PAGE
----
Suppose that the Csondan government imposes a quota on the importation of Queoldiolan sundials. In particular, let’s say that it restricts imports to no more than 50 Queoldiolan sundials. This import quota causes the export supply curve, Sx, in the international market to change. Up to 50 sundials the current export supply curve is relevant. However, with the import restriction, the curve turns vertical at a value of 50 sundials. Queoldiola CANNOT export more than 50 sundials to Csonda. The new export supply curve thus has two parts — positively sloped up to 50 sundials (a price of 9 csonds), then vertical for higher prices. A click of the [Quota] button reveals this new export supply curve and the resulting equilibrium in the international market.
This equilibrium is achieved at a price of 11 csonds and a quantity of 50 sundials. That is, Northwest Queoldiola exports 50 sundials to Csonda at a price of 11 csonds each. Some of the consequences of this quota are much as expected, others not. First, with fewer imports entering Csonda from Northwest Queoldiola, domestic producers are able to increase their quantity produced. The domestic quantity of Csondan sundials produced increases from 150 to 175. However, the combination of domestic production and imports (175 plus 50) generates a smaller consumption quantity after the quota is imposed than before (225 versus 250). Second, with these changes in quantity supplied and quantity demanded, the price increases from 10 csonds to 11 csonds, in accordance with the law of supply on the producing side and the law of demand on the consuming side.
Third, domestic Csondan sundial manufacturers produce a larger quantity (175 versus 150) at a higher price (11 csonds versus 10 csonds). As a result, more revenue flows to the domestic Csonda producers. They are definitely better off, which is just the result they were seeking. Fourth, domestic Csondan sundial buyers consume a smaller quantity (225 versus 250), also at a higher price (11 csonds versus 10 csonds). They are paying more for sundials and receiving fewer sundials. As a result, they are worse off. Lastly, unlike a tariff, the Csondan government does not receive any tax revenue. An import quota eliminates some of the gains from trade generated by the exchange between Csonda and Northwest Queoldiola which prompted the trade in the first place.
However, an import quota does make the domestic Csondan producers better off, even though this is at the expense of the domestic Csondan consumers. With that, the last foreign trade policy that I will mention is Export Subsidies. Export Subsidies are a subsidy paid to domestic producers to encourage exports of production to the foreign sector. This export subsidization effectively increases the overall revenue received by the domestic firms when exporting production, which is bound to encourage exports. Export subsidies are usually justified as a means of helping domestic producers compete with lower cost imports. While imports might have lower costs due to comparative advantage, they also might be subsidized by foreign governments. Unlike tariffs and import quotas, domestic consumers, like domestic producers, tend to benefit from lower prices of both imports and domestic production. However, domestic taxpayers end up paying for this subsidization. Conclusion:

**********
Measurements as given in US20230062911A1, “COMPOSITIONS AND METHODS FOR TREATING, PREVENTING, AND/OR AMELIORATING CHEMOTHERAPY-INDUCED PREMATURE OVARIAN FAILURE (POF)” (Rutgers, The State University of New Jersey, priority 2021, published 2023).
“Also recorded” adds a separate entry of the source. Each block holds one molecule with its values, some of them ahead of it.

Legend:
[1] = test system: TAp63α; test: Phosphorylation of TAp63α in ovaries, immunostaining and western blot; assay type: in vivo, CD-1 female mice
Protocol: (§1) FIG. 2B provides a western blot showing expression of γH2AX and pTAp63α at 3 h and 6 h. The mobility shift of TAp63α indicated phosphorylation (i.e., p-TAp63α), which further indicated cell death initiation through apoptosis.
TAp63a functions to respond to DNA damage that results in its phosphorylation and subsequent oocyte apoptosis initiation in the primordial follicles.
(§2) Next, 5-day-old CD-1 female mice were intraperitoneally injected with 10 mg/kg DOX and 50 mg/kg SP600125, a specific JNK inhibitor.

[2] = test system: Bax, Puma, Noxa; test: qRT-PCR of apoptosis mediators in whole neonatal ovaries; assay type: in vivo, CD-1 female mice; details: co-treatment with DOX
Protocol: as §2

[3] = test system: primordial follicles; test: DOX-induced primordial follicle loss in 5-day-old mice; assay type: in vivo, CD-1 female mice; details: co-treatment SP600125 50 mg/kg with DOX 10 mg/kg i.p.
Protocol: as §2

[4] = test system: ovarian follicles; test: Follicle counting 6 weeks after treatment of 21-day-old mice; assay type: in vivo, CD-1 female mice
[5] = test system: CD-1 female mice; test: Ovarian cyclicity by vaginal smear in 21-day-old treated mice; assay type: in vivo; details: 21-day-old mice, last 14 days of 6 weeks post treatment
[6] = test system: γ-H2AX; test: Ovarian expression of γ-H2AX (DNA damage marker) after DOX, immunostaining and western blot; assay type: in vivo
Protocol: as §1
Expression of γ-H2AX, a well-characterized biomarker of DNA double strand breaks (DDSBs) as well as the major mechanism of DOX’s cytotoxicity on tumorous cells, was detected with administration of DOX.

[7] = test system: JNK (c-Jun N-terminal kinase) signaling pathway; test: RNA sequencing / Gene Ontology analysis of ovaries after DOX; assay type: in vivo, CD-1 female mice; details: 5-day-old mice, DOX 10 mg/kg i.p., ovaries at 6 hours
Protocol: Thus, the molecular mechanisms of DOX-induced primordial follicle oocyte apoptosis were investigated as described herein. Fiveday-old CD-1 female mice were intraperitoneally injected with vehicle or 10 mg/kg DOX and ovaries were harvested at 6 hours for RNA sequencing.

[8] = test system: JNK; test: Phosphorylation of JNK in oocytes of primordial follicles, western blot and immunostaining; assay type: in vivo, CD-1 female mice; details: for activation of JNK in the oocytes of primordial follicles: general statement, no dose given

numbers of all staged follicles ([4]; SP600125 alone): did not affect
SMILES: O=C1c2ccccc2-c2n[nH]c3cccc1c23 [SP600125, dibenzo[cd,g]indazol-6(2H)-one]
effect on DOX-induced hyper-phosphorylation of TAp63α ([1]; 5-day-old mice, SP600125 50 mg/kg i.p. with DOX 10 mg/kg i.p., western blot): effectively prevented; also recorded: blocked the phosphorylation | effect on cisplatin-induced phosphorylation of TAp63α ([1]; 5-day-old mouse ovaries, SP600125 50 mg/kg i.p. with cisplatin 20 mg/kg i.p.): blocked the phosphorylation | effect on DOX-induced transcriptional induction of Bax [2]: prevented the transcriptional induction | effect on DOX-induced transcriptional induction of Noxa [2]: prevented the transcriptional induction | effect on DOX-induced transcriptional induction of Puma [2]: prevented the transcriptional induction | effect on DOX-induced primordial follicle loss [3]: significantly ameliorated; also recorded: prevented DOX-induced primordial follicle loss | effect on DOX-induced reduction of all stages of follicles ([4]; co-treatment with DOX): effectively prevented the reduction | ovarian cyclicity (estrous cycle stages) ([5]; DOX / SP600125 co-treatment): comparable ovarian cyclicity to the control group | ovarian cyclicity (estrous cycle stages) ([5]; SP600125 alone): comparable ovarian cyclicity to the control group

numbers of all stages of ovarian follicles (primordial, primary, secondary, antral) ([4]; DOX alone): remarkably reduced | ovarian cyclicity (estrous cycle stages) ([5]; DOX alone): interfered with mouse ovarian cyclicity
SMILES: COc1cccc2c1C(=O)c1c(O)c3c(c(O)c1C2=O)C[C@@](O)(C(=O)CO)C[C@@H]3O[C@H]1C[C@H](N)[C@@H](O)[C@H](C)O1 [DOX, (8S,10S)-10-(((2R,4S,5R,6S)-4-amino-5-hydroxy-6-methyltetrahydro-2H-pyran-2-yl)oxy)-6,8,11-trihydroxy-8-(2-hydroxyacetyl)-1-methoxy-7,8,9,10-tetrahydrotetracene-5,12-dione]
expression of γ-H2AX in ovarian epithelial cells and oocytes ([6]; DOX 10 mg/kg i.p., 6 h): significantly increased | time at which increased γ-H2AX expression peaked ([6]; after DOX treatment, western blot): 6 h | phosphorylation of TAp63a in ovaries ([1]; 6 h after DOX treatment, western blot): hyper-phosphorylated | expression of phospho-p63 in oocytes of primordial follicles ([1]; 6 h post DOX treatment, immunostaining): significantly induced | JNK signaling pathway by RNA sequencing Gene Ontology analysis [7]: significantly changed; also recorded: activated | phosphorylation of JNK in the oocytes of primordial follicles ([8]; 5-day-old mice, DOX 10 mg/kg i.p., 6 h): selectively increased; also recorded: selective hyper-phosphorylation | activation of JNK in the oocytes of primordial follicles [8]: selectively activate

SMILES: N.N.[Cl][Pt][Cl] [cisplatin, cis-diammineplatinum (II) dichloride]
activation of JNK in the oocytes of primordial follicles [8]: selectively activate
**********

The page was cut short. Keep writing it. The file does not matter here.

Tariffs raise the price of imports. This impacts consumers in the country applying the tariff in the form of costlier imports. When trading partners retaliate with their own tariffs, it raises the cost of doing business for exporting industries. Some analysts believe that tariffs cause a decrease in product quality. Businesses look for ways to cut production costs to account for tariffs. Tariffs are more transparent and easier to administer than quotas. This makes it easier for trading partners to negotiate them down or eliminate them. Quotas, on the other hand, are usually employed to protect infant industries and keep market entry costs low for domestic producers. Often the quotas last long after the industry has matured. Other uses for quotas are to protect strategic industries such as defense and agriculture. In market environments where imports are on the rise, quotas are more protective than tariffs.
When one country uses quotas, its trading partners do the same and cite the same reasons. The end result is less exporting opportunity for all producers and higher prices for all consumers. Quotas are also cumbersome for the country using them. They require a lot of paperwork indicating exact amounts of products for each country facing a quota. It is also difficult to measure the precise degree of protection quotas offer. Finally, there are other problems with tariffs and quotas. High tariffs and quotas can result in trade wars between nations. The European Union and China were involved in a trade dispute over textiles that delayed an agreement that expired in 2005. The United States’ high tariffs on auto parts are said to be a sticking point in a number of trade agreement negotiations. These disagreements hurt the incomes of each country involved in the disputes. Trade only works when countries import and export.
Suranovic, S. (2013, Feb 10). International Trade : Theory and Policy, v.1.0. Retrieved from FWK Reader: http://catalog.flatworldknowledge.com/bookhub/28?e=fwk-61960-ch01_s02 IMPORT QUOTAS, AmosWEB Encyclonomic WEB*pedia, http://www.AmosWEB.com, AmosWEB LLC, 2000-2013. [Accessed: February 10, 2013]. Monica Sanders, D. M. (2013, Feb 10). The Disadvantages of Tarrifs & Quotas. Retrieved from The Houston Chronicle: http://smallbusiness.chron.com/disadvantages-tarrifs-quotas-20726.html